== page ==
Required Reading III: Damn Good Advice

If Twitter were a thing back in the ’70s and 80s  it would be littered with the musings from famed graphic designer George Lois. Damn Good Advice (For People with Talent!): How To Unleash Your Creative Potential by America’s Master Communicator, George Lois kept popping up on absolutely every must-read list for creative people and has been on my reading list for a while now. I finally decided to pick it up and give it a shot.

If you don’t recognize Lois by his name, you should definitely know his work—from his iconic Esquire covers to launching MTV into moon man welding, super stardom. He’s the only person hanging in all the Halls of Fame (ADC, One Club, AIGA, CLIO, AAF) and not to mention star of  the documentary Art & Copy.

In short, he knows what the hell he’s talking about.

Enter, Damn Good AdviceLois’ latest book (debuting in 2012, so I’m a little late to the party) giving hopefuls, pros, and creative thinkers 120 pieces of advice on…well everything. Big ideas, inspiration, selling work and selling yourself; whatever you need there’s a word for you.

It’s hard to pick a favorite piece of advice out of the book. But in the unlikely life or death situation where I had to choose it would be:

“No matter what stage you are in your career, use your creativity to stand up for our heroes, and protect your culture against villains.”

That quote stood out to me as a young creative. Though we’re interns, students, juniors—whatever, our work still has the power to elicit change and positively shift culture. Obviously, in the ad business our goal is to push product, but in that process we should never exploit ourselves, our culture and the people we admire. That’s everything Black Coffee Creatives stands for. That’s everything I stand for as a person, as a creative.

If you peruse Buzzfeed on the daily, this book will be a breeze to get through.  The list format paired with colorful pictures on every page keeps it engaging even for the shortest of attention spans.

This quick read filled with practical advice really puts this book off the charts. Priced at round $5, it’s cheaper than a fancy cup o’ joe–that alone is worth 5 out of 5 mugs. Definitely add this book to your collection, you’d be a fool not to.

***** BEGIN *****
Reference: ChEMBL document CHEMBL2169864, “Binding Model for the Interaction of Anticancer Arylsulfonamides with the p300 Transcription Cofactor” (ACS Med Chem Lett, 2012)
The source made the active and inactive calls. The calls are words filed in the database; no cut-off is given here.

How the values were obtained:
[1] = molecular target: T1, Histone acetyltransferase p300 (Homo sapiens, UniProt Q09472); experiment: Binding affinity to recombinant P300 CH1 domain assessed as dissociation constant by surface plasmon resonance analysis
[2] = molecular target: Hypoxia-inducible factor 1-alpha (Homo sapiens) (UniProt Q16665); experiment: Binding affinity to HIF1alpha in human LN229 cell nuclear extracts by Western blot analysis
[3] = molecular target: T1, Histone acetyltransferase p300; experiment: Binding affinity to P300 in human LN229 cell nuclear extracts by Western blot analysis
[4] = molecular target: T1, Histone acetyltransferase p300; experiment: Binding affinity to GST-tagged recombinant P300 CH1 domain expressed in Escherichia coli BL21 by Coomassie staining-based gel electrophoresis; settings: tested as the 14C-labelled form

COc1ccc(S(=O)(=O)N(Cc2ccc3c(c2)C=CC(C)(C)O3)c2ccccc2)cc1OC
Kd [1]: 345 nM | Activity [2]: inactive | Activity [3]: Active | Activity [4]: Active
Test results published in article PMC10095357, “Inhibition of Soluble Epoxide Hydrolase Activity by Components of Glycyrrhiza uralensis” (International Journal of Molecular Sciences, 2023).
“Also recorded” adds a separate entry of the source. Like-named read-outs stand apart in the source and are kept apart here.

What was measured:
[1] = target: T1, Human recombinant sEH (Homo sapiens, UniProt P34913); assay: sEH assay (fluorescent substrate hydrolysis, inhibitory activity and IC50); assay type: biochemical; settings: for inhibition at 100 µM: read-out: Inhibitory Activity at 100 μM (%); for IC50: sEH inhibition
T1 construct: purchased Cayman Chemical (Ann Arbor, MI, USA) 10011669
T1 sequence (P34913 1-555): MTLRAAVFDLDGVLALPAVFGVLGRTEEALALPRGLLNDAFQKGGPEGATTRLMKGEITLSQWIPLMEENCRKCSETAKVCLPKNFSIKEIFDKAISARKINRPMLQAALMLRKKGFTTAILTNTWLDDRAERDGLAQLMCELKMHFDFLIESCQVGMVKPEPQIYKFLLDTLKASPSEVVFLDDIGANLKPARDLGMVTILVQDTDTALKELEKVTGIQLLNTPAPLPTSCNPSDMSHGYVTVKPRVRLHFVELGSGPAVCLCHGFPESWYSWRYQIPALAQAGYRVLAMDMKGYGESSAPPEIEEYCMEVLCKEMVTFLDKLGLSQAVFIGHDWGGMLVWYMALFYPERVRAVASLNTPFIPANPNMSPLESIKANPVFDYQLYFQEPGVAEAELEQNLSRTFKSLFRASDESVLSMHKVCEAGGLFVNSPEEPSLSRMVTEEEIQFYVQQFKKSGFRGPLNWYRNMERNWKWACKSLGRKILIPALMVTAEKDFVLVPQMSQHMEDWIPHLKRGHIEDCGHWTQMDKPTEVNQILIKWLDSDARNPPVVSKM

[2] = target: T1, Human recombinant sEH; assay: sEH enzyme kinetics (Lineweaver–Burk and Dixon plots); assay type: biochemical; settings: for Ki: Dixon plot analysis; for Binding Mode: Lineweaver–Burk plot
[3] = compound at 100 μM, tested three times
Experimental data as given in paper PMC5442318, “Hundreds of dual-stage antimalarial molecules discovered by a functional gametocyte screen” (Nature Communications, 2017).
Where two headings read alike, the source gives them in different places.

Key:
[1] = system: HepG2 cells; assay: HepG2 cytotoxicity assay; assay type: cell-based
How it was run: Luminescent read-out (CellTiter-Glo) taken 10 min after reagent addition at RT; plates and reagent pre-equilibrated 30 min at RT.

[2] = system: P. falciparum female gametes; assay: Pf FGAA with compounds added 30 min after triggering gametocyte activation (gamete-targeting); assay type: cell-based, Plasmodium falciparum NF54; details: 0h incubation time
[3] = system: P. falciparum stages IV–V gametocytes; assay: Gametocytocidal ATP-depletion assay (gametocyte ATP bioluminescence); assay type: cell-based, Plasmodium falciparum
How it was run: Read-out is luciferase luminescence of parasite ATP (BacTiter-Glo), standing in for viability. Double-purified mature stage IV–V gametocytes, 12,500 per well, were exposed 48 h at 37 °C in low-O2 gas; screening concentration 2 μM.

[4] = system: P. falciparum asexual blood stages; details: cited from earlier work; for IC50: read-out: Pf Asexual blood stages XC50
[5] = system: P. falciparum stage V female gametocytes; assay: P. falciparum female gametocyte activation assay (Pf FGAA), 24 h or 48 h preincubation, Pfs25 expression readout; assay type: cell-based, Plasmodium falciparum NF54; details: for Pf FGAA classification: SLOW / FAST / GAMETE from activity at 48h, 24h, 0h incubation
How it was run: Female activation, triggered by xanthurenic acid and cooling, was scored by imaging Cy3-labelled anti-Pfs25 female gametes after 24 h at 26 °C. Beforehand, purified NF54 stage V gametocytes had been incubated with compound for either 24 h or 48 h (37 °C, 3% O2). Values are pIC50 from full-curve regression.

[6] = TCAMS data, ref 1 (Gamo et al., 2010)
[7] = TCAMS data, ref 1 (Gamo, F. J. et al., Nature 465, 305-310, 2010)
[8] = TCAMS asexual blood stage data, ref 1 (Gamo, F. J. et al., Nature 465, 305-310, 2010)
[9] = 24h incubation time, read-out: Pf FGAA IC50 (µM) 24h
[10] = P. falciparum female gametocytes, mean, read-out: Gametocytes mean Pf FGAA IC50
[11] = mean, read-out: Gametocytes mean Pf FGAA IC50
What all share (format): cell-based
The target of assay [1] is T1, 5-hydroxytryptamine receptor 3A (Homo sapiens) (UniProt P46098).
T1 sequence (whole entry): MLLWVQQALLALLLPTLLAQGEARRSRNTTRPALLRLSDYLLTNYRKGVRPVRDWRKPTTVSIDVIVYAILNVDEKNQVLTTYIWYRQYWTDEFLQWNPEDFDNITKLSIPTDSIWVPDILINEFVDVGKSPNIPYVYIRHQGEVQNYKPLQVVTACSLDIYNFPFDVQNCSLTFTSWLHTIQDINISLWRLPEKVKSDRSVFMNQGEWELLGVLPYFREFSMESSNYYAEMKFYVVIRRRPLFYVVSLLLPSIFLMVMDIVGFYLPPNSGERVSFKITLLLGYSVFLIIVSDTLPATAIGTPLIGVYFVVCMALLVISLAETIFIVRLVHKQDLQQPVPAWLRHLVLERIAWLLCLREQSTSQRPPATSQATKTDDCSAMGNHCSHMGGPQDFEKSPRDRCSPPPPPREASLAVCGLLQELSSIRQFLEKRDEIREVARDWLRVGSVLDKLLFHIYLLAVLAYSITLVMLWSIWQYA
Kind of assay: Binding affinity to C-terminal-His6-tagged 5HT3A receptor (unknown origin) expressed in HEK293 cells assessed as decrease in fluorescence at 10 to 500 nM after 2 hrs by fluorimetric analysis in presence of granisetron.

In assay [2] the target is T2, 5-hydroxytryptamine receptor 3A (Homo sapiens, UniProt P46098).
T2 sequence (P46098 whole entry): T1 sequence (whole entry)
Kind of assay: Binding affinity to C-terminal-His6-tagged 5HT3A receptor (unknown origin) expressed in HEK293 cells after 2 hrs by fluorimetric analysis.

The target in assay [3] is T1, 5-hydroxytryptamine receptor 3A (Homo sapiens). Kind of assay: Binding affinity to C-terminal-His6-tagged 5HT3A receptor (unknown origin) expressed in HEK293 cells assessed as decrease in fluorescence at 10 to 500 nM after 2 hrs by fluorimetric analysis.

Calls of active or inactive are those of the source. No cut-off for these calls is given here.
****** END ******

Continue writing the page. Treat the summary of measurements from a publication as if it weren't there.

5/5 mugs

Required Reading II: The Hero and the Outlaw

Okay guys, my main goal is to be as completely honest and transparent as possible. So I’m just going to be straight up—I did not enjoy the book I’m about to recommend to you. That doesn’t mean you shouldn’t totally read it, because it’s spilling with info about the personality and stories of brands. And who knows, it just might be your favorite book.

Concluding our conversation on brand voice, personality and archetypes;  the perfect pairing for our theme is The Hero and the Outlaw: Building Extraordinary Brands Through the Power of Archetypes. While working on my first new business pitch as an intern, my CD recommended The Hero and The Outlaw  to ensure my partner and I understood how to reposition the brand without straying too far from the already established voice.  Because I was an intensely eager intern, I downloaded the book to my Kindle before we even finished our briefing.

It starts off strong giving  anecdotal, real-world examples taken from celebrity gossip and news to popular brands. Combing psychology and storytelling, it shows the varying roles each brand and personality takes on to captivate an audience. Further in the book, in a drowning amount of detail, it covers the twelve different archetypes. Did I mention this book is detailed?

Though I never read this book cover to cover (or finished it for that matter),  I use it as reference. It isn’t a book you can finish on a lazy weekend. Or a week. It’s a lot to get through, but it is full of awesome insights on how brands can connect with their audience.

Overall it’s a decent book to have in your collection. Even if you don’t read it straight through, you’ll still learn plenty on how brands fit into different archetypes.

3 out of 5 mugs. Would read someday again.mugscale3_5

Check it out and let me know what you think.

Required Reading I

When I was getting my book in front of everyone I could, a very kind recruiter took time to review and critique my work. I’d been getting feedback, but she was honest, my book needed some work. Ok, a lot of work. She recommended I pick up a copy of How to Put your Book Together and get a Job in Advertising by Maxine Paetro. Give or take six months of reading it, I revamped my portfolio and started interning at an agency in Chicago.

I’m not saying this book is the golden ticket to an agency, but the advice within the pages is golden. If your school, like mine, never really explained what the hell a portfolio is I highly recommend you grab a copy. It’s a very easy to follow and quick read that could help jumpstart your career.